What is Heirship?

When a person dies without a valid will, his or her estate passes to heirs or certain classes of family members by intestate succession, as prescribed in individual state laws. The purpose of intestate succession statutes is to distribute the decedent’s property in an organized and methodical way. States have their own laws that determine how the property will be distributed.

It’s important to note that not all types of property pass by intestate succession. Property that you own alone in your name that would have passed through a will affects intestate succession. However, certain types of property are not considered to be part of the decedent’s estate for purposes of intestate succession laws, such as: property held in a living trust, life insurance proceeds, payable-on-death (POD) bank account, and any property held in joint tenancy with right of survivorship. Be sure to check your state’s intestate succession laws because different states have different list of property and assets that can pass by intestate succession.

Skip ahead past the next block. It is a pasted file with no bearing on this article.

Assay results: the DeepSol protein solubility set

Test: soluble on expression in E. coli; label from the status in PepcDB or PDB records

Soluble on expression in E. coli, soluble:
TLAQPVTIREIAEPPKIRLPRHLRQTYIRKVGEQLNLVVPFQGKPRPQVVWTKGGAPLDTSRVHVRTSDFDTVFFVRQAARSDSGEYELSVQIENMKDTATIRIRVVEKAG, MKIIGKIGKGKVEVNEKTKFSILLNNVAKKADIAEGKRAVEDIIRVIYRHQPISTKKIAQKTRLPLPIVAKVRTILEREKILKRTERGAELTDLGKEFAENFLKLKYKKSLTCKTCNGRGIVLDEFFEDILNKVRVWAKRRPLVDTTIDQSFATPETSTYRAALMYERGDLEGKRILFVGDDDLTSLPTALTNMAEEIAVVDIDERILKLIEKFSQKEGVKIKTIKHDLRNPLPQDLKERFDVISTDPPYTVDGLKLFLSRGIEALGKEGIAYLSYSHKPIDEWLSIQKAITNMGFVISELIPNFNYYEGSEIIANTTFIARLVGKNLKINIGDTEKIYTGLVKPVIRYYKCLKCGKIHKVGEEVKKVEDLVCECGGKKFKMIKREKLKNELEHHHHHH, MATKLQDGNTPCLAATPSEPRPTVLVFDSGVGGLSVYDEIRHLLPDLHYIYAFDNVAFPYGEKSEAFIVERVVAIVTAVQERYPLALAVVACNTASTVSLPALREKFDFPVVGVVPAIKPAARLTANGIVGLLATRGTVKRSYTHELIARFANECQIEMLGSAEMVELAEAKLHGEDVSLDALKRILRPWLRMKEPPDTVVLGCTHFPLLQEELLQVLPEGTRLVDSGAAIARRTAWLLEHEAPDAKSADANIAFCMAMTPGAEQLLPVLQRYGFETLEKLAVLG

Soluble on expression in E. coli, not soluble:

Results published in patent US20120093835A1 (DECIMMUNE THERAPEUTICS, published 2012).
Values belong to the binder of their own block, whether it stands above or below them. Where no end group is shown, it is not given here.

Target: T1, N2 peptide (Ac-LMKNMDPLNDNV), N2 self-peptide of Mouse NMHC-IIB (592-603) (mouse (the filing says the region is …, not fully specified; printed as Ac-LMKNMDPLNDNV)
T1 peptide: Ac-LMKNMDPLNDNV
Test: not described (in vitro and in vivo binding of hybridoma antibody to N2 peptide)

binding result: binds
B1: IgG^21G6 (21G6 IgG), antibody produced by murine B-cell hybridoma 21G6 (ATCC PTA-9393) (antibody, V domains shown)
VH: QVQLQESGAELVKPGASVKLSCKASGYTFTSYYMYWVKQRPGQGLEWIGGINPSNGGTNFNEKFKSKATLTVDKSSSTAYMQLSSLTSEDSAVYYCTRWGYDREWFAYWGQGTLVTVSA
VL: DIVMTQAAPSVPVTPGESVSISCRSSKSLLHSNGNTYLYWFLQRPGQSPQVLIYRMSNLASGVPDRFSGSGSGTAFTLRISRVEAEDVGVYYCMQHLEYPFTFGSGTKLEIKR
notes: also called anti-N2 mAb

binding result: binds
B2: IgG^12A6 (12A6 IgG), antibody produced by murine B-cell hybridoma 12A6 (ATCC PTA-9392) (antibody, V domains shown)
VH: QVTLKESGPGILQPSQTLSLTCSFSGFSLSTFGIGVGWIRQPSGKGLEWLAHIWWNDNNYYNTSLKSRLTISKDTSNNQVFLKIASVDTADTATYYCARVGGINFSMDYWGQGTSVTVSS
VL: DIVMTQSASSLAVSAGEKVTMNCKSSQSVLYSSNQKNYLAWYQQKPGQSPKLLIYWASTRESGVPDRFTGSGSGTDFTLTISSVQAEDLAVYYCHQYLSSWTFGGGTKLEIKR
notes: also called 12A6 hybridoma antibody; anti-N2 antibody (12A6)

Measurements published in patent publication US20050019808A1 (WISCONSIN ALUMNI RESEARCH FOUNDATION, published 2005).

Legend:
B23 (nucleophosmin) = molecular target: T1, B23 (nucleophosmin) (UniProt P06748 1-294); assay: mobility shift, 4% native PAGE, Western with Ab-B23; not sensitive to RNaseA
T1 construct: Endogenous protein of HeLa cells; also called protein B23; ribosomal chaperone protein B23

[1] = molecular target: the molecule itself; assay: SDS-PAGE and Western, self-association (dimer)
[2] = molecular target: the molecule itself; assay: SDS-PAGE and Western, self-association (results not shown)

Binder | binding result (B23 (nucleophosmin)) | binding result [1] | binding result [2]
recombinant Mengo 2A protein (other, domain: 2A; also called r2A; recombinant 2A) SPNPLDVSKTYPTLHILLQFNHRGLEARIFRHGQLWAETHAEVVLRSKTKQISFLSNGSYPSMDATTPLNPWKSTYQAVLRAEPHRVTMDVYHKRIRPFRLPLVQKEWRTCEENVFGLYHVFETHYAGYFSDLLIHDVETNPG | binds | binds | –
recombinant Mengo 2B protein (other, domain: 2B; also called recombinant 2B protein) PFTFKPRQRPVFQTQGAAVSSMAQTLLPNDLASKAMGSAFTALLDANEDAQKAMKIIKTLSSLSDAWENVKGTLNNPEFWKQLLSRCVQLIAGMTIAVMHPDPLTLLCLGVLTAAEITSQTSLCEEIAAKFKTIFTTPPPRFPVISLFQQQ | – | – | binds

Who Gets the Property by Intestate Succession?

Generally, heirs are grouped in classes, which are created to determine the order of whom the property will transfer to and the share of property among individual heir. The share of the property depends on who survives the decedent. For example, in most states, if a person dies with no surviving spouse but with three children, the children will take the entire estate. But, if the person dies with a surviving spouse and three children, the surviving spouse may take half of the entire estate and the other half to three children. The classes of heirs include the following:

  • The decedent’s surviving spouse
  • Descendants (children, grandchildren, and so on)
  • Parents
  • Descendants of decedent’s parents (siblings, nieces, and nephews)
  • Descendants of grandparents (aunts and uncles)

If none of the individuals above exist, the property may escheat to the state.

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